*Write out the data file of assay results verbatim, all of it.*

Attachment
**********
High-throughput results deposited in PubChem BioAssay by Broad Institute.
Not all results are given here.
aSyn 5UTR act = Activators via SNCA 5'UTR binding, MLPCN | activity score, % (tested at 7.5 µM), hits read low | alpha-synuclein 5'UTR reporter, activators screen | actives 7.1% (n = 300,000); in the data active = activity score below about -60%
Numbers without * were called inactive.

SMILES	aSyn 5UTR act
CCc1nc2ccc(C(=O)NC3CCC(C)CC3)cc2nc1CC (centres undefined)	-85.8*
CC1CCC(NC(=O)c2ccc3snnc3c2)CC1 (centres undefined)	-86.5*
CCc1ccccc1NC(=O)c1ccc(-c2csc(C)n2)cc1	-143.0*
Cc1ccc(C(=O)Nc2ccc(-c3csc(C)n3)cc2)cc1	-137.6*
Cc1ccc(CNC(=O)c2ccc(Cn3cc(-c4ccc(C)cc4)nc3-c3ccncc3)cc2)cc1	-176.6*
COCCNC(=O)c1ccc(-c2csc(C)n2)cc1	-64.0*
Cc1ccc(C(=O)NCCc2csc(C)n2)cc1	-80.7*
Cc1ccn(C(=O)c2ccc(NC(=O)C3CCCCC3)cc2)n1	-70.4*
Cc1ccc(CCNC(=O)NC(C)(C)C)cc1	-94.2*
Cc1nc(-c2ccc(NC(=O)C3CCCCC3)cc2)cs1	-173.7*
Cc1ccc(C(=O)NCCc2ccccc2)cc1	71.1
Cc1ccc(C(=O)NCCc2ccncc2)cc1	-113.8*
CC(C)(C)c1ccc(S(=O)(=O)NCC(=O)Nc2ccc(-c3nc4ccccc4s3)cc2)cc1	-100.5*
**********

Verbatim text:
High-throughput results deposited in PubChem BioAssay by Broad Institute.
Not all results are given here.
aSyn 5UTR act = Activators via SNCA 5'UTR binding, MLPCN | activity score, % (tested at 7.5 µM), hits read low | alpha-synuclein 5'UTR reporter, activators screen | actives 7.1% (n = 300,000); in the data active = activity score below about -60%
Numbers without * were called inactive.

SMILES	aSyn 5UTR act
CCc1nc2ccc(C(=O)NC3CCC(C)CC3)cc2nc1CC (centres undefined)	-85.8*
CC1CCC(NC(=O)c2ccc3snnc3c2)CC1 (centres undefined)	-86.5*
CCc1ccccc1NC(=O)c1ccc(-c2csc(C)n2)cc1	-143.0*
Cc1ccc(C(=O)Nc2ccc(-c3csc(C)n3)cc2)cc1	-137.6*
Cc1ccc(CNC(=O)c2ccc(Cn3cc(-c4ccc(C)cc4)nc3-c3ccncc3)cc2)cc1	-176.6*
COCCNC(=O)c1ccc(-c2csc(C)n2)cc1	-64.0*
Cc1ccc(C(=O)NCCc2csc(C)n2)cc1	-80.7*
Cc1ccn(C(=O)c2ccc(NC(=O)C3CCCCC3)cc2)n1	-70.4*
Cc1ccc(CCNC(=O)NC(C)(C)C)cc1	-94.2*
Cc1nc(-c2ccc(NC(=O)C3CCCCC3)cc2)cs1	-173.7*
Cc1ccc(C(=O)NCCc2ccccc2)cc1	71.1
Cc1ccc(C(=O)NCCc2ccncc2)cc1	-113.8*
CC(C)(C)c1ccc(S(=O)(=O)NCC(=O)Nc2ccc(-c3nc4ccccc4s3)cc2)cc1	-100.5*